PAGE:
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First night of ‘Julius Caesar’ at the Aylesbury Waterside

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Ray Fearon (Marc Anthony) and Paterson Joseph (Brutus) in conflict in Julius Caesar

I realise that I’m in grave danger of sounding like a sad middle-aged woman oggling a whole load of fit actors. Oh SOD IT. Julius Caesar is a wonderful play by Mr Shakespeare, no matter who’s standing on stage, but I’d rather see Ray Fearon donning a toga than Simon Russell Beale. Shallow but true!

Right, now I’ve got that over with, I shall re-insert my brain and tell you that this RSC version of the play, straight from the West End and now playing at the Aylesbury Waterside Theatre, is exceptionally good.

A brilliant idea to go with an all-black cast and create parallels between ancient Rome and Africa’s shaky modern present. I loved the band that threaded live African music throughout the play (you can see them in the photo above) and also played the audience and in and out of the auditorium – they were given a massive cheer on the curtain call.

All the actors were impressive, but I particularly loved Jeffery Kissoon’s autocratic, egocentric Julius Caesar , Paterson Joseph’s charismatic ‘honourable man’ Brutus and Muddy Favourite’s fave Ray Fearon (see his interview in Featured Posts) as the vengeful Marc Anthony.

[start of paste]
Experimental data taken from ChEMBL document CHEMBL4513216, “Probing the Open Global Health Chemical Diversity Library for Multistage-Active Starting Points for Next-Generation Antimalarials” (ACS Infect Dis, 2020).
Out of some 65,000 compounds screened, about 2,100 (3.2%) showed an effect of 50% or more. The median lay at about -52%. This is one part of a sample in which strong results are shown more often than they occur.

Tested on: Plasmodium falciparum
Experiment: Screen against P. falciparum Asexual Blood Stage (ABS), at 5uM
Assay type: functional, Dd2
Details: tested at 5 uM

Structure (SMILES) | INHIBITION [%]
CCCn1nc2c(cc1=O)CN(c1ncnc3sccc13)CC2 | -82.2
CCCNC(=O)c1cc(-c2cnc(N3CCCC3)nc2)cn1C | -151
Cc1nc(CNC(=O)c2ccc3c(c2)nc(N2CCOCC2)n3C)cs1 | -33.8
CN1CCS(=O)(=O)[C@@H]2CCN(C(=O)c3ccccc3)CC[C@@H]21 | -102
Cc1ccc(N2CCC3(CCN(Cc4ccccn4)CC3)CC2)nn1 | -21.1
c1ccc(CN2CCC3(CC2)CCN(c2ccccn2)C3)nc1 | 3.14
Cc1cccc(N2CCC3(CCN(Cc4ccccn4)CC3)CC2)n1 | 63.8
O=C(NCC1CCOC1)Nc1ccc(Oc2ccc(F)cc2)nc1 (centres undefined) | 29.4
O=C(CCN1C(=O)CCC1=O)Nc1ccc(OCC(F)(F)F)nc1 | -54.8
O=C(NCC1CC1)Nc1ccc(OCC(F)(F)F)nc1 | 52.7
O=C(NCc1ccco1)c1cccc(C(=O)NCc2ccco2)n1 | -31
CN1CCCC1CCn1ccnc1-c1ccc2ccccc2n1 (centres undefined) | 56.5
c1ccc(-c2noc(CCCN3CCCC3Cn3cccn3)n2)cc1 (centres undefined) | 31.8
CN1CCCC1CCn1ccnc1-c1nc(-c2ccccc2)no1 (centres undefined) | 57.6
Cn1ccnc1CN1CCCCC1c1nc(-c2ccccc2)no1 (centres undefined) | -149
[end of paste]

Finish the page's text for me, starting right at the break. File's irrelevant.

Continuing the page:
Jeffery Kissoon’s Julius Caesar – dangerous egotist or honourable republican?

Would I urge you to go? Actually I would. Mr Muddy is my barometer for low cultural standards (his favourite programmes include Road Cops, 999 Blackpool and other late night classics). Though he was keeping up his tradition of momentarily dropping off in the first half of a performance, having previously managed it in Chicago and The Iceman Cometh, he perked up once a lady in front of us had fainted and been removed – I am not making this up! – and by the end of the play he was absolutely raving about it.

Of course, you have to be in the mood for sixteenth century English (the play was written in 1599), and if you’re not into that kind of thing it’s obviously not worth your while. It’s long, at 2 hrs 45 minutes, so I’d leave younger kids well and truly at home. But if you’re into the classics, are fascinated by politics, or are interested in a really fresh interpretation of a history play, it’s a fantastic production that truly earned its whooping applause at the end of the night.

Julius Caesar, Aylesbury Waterside Theatre, until 22 September 2012. Tickets £10-30.

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